Access for Everyone: A Model for Free Online Learning, with Duolingo's Luis von Ahn
Luis von Ahn is a Guatemalan computer scientist and tech entrepreneur. At the beginning of the century, he worked with Manuel Blum to invent CAPTCHAs, computer-generated tests that humans are routinely able to pass but that computers have not yet mastered. CAPTCHA is used mostly for online security, though has proven useful in other ways. In 2007, von Ahn founded reCAPTCHA, which utilized CAPTCHA technology to help with the digitization of books. ReCAPTCHA was sold to Google in 2009.
Von Ahn's latest venture is Duolingo, a free language-learning software for which he is Co-Founder and CEO.
Von Ahn is a graduate of Duke University, earned his Ph.D from Carnegie Mellon University, and serves on the faculty at the Carnegie Mellon School of Computer Science. He was awarded a MacArthur Fellowship in 2006, the David and Lucile Packard Foundation Fellowship in 2009, a Sloan Fellowship in 2009, and a Microsoft New Faculty Fellowship in 2007, and the Presidential Early Career Award for Scientists and Engineers in 2012.
Luis von Ahn: The problem with language education, there's about 1.2 billion people in the world learning a foreign language. It's one of the most common things that people learn in the world, everywhere in the world except maybe for the U.S., it's not that common in the U.S., but everywhere else it's about 1.2 billion people learning a foreign language. Now, if you look at it more deeply it turns out about 800 million of them satisfy three properties. The first one is they're learning English. The second one is that they are doing so in order to get a better job or a job at all, and the third one is that they are of low socioeconomic condition. So basically most people learning a foreign language are poor people learning English to make more money or to make some money.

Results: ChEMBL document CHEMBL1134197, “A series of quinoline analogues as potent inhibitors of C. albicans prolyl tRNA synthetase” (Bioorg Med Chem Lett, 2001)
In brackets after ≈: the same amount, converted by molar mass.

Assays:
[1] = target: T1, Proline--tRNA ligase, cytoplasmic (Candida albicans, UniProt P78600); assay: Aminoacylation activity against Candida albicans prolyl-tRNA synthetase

Now, the kind of ironic thing is that usually the way there are to learn languages, and particularly to learn English, costs a lot of money. So for example, in the U.S. there's Rosetta Stone, which is $500-$1000, in Latin America there's a program called Open English, which is about $1000. So it's this ironic thing that most of the people that need to learn a language are poor people that are doing it so that they can get money but it requires quite a bit of money to do so. Which is why with Duolingo we decided to make a completely free way to learn a language. And that's the whole premise of Duolingo. When we started we thought we have to make a way to learn a language but it has to be 100 percent free.
When we started Duolingo it was not just me, it was me and my co-founder whose name is Severin Hacker who is very funny because his last name is Hacker. When we started we knew we wanted to do a free way to learn languages. This is what we wanted to do. It's easy to say that it's free, the problem is when something is free you got to find a way to finance it and to make it sustainable. So the question really became is how do we teach languages for free but such that we can actually finance the whole thing? The solution to this came from many of my previous projects have had this very similar idea. And it's an idea that can be traced back to an idea that I had when I was a kid. It was a terrible idea but at the time I thought it was an amazing idea. And it was that I wanted to have a gym where it was free to go to the gym. It's a free gym, but all the exercise equipment was connected to the power grid and people when they went there as they exercise they would generate electricity that the gym would sell to the power grid. So that's why it was free. We wouldn't charge people but we would make money by selling electricity to the electric company.